(Supra.) Secondly, appellant contended in its brief that the evidence failed to prove "the specific intent to distribute and deliver methaqualone. . . ." (Emphasis supplied.) We quoted the statute on general conspiracy, in effect at the time of these alleged offenses, Code Ann. 26-3201 (now OCGA 16-4-8
; but see also OCGA 16-13-33
), and observed that the statutory elements of the offense of conspiracy did not include a specific intent. However, we noted the ease with which treatise writers added requirements for proof of two kinds of intent in proving a conspiracy. There was no need to reach this issue as the opinion pointed out that the trial court charged the jury on the necessity for them to find "[a] specific intent to commit the crime charged in the indictment. . . ." Since the jury found the evidence supported a finding of specific intent to commit the crime charged, no useful purpose is served by a discussion of whether the jury was required to reach that element.
On rehearing, appellant again stresses the lack of proof of any specific intent on his part to commit the offense of distribution of methaqualone, but "merely an uncontrolled and legal substance." Appellant ignores Code Ann. 79A-811 (i) (now OCGA 16-13-30
(i)), which prohibits possession, control, delivery, distribution or sale of a "counterfeit substance." "Counterfeit substance" is defined as "a controlled substance which, or the container or labeling of which, without authorization, bears the trademark, trade name, or other identifying mark, imprint, number or device, or any likeness thereof, of a manufacturer. . . ." Code Ann. 79A-802 (f) (now OCGA 16-13-21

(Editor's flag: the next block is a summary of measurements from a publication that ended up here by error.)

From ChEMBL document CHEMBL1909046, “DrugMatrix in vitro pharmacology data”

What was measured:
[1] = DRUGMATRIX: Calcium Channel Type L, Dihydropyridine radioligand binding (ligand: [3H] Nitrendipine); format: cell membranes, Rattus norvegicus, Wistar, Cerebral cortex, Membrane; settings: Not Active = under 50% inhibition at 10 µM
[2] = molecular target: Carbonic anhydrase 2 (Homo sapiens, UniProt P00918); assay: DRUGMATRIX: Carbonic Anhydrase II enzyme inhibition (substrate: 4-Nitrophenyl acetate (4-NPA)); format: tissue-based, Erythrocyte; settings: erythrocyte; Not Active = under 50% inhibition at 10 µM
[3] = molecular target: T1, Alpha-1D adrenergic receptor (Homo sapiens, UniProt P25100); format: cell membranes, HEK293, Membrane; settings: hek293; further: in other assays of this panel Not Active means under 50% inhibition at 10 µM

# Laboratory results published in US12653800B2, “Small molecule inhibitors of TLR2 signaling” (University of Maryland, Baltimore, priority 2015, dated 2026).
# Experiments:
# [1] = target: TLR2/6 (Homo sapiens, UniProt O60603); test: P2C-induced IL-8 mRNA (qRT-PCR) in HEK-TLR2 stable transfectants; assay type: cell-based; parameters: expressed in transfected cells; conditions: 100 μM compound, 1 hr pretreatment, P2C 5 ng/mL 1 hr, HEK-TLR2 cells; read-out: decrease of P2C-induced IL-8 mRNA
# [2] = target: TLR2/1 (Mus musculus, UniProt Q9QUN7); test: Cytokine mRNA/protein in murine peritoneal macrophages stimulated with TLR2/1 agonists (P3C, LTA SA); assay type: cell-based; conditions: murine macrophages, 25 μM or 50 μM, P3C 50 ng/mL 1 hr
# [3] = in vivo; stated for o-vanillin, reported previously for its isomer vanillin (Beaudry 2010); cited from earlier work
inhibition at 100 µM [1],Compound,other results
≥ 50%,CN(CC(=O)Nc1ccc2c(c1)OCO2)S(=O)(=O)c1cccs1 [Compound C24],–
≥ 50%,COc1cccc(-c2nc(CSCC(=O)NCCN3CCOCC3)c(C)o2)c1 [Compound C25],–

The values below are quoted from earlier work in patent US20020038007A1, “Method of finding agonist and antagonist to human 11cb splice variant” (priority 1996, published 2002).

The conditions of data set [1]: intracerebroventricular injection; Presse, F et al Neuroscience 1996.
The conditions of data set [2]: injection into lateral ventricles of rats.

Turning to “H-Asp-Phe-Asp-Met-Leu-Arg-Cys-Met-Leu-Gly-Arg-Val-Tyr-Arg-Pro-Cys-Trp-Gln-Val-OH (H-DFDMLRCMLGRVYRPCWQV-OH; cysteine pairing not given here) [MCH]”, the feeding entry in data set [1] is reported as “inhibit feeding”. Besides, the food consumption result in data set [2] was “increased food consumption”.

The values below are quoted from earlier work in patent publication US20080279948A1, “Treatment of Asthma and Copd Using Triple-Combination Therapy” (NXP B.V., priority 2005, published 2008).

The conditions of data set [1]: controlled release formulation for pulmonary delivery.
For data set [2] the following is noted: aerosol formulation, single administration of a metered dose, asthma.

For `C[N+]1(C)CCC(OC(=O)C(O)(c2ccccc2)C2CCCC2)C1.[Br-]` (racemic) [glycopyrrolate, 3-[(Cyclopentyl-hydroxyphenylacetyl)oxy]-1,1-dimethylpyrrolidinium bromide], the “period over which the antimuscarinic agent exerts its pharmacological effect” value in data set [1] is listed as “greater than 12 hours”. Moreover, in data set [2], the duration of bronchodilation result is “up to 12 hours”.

(6)). Hence, the substance transferred was not a "legal substance" because Barnes advised the undercover officer the substance was methaqualone and the officer observed the marking on each pill of " 'Lemmon 714,' which is common to methaqualone tablets."
Appellant's position on appeal is that (1) he did not participate in the conspiracy, and (2) even if he did, the act charged was not proved because the alleged illegal drug distributed was a "legal substance," a decongestant (60 of the 15,000 pills were aspirin). Pretermitting the issue of whether it is legally permissible for an appellant to rely upon inconsistent defenses (see Gregoroff v. State, 248 Ga. 667, 670, 671 (285 SE2d 537)), we have found the evidence sufficient to establish the offense alleged.